VoIP station operating requirements and etiquette
David McAnally WD5M
This is a list of good operating requirements for any linked radio system, not just IRLP or EchoLink. Failure to follow these requirements could result in your station being blocked from accessing this system or other stations.
- Only transmit to the network while receiving a valid local transmission, preferably only when a valid CTCSS code is received. Noise, squelch tails and other undesired transmissions should be prevented to the extent possible, just like you would do for a repeater or RF/wire line linked system design. CTCSS (PL/DPL) squelch is one method to help do this. VOX and noise only squelch is discouraged.
- Do not transmit repeater Drop-out Delay (hang time) over the network. In a simplex network, everyone on the network must wait for the other station to unkey before others can transmit. Although some stations could support full duplex connections, few VoIP ham stations are configured to support full duplex operation. So, when your local station receiver stops receiving or squelches, your station should immediately stop sending to the network too.
- Do not send pulse transmissions back to the network after a network station stops transmitting. This is called "pulse-back" on IRLP, and IRLP nodes have a test for this. Two or more stations can send pulse transmissions back and forth, and block others on the network. This is often the result of a station with hang time enabled, or a poor squelch or PTT control.
- Do not transmit your automatic repeater ID to the network. Exceptions are allowed when the ID is transmitted simultaneously with a received voice transmission. There is no requirement to send your transmitter ID over the Internet, or over any other linked network.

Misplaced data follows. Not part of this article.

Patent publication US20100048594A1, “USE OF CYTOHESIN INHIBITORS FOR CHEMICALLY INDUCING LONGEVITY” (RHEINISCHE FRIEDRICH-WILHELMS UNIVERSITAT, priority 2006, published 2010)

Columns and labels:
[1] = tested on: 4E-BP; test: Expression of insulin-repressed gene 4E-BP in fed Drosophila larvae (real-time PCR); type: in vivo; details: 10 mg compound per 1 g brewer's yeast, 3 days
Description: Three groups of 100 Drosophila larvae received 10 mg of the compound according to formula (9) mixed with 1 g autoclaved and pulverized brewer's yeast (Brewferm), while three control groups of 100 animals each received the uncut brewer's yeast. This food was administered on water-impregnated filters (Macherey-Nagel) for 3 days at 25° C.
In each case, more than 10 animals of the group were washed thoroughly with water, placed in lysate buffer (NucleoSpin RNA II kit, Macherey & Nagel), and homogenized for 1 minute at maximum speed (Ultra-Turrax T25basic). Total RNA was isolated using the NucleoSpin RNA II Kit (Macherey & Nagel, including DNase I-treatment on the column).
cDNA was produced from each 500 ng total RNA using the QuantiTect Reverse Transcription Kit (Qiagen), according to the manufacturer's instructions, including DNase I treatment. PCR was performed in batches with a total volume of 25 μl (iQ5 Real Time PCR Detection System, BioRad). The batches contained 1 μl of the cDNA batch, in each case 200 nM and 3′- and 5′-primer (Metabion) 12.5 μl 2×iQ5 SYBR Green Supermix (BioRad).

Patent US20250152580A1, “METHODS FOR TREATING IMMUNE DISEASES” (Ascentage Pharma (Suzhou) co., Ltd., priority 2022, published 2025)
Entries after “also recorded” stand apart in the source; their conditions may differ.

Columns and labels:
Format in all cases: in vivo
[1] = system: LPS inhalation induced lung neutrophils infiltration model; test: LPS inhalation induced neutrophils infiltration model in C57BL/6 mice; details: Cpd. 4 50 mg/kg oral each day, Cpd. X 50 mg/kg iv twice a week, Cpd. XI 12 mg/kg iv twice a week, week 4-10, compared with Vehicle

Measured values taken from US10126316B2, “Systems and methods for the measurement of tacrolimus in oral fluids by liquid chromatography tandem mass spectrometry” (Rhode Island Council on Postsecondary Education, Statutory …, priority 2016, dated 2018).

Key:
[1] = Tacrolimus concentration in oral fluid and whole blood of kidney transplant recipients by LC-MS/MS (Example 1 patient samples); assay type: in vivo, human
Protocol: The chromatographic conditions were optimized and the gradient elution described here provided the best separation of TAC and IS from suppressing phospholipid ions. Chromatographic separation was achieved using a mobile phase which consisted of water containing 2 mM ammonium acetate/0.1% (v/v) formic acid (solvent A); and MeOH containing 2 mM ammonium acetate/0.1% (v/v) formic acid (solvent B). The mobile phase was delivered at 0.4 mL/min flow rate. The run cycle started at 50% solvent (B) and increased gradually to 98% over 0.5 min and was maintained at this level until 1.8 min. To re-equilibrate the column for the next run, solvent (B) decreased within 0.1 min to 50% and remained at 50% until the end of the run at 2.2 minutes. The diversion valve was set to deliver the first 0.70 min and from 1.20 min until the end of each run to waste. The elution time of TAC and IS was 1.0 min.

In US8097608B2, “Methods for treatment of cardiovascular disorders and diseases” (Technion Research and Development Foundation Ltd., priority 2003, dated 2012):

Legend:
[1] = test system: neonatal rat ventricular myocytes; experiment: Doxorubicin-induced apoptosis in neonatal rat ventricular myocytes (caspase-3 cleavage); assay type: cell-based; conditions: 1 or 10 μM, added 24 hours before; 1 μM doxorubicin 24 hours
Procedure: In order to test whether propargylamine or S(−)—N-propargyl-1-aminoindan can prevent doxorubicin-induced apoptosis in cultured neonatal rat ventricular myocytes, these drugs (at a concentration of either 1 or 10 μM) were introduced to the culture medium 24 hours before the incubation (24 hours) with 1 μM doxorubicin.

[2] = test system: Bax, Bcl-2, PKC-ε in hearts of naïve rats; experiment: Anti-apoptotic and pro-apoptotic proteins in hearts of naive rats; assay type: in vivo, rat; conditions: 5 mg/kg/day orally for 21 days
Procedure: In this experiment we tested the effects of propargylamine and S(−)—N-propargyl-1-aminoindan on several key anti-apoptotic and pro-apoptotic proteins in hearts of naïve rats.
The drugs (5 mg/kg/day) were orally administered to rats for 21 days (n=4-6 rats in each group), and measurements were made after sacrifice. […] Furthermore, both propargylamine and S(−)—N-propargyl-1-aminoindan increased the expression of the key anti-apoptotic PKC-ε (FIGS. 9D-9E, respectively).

- Do not transmit courtesy "over" beep tones to the network. Nothing wrong with having them on your repeater transmitter, just don't send them to other systems on the network. This is another condition where two systems with courtesy tones sent back to the network will bounce back and forth with each other, and block access to the link network.
- Do not connect with conferencing enabled on your station. EchoLink stations have a conference option to allow multiple station connections, including other conference enabled stations. This can defeat access control, and sometimes results in unwanted transmissions and other problems from remote stations in the chain of connected stations.
- Please, set your audio levels correctly. Test them regularly on the EchoLink test conference or IRLP echo test conference. DO NOT assume you sound OK because someone told you so. How do you know the remote system has their levels adjusted properly? You should not adjust radios by asking someone if it sounds OK, so don't do it with link audio level adjustments either. When properly adjusted, it should be difficult to detect any difference between a link transmission and a local repeater or radio transmission.
- This is a network of amateur radio stations, so amateur radio rules, regulations and etiquette will apply.
- Pause several seconds between transmissions. Add a second or two, to allow for the slight additional delay that VoIP systems may add to the PTT/COS exchange. Give others a chance to transmit or break in.
- Pause a second, after pressing PTT, before speaking to avoid dropping the first syllable or word over linked systems. This sometimes happens on local transmissions or repeaters too, but may be more pronounced over linked systems.
- Don't beat up on anyone just because they are not meeting these or anyone elses requirements or rules. Kindly explain what is desired and why. We all learn something new everyday, and it is up to us to pass on our knowledge to others in the best manner possible.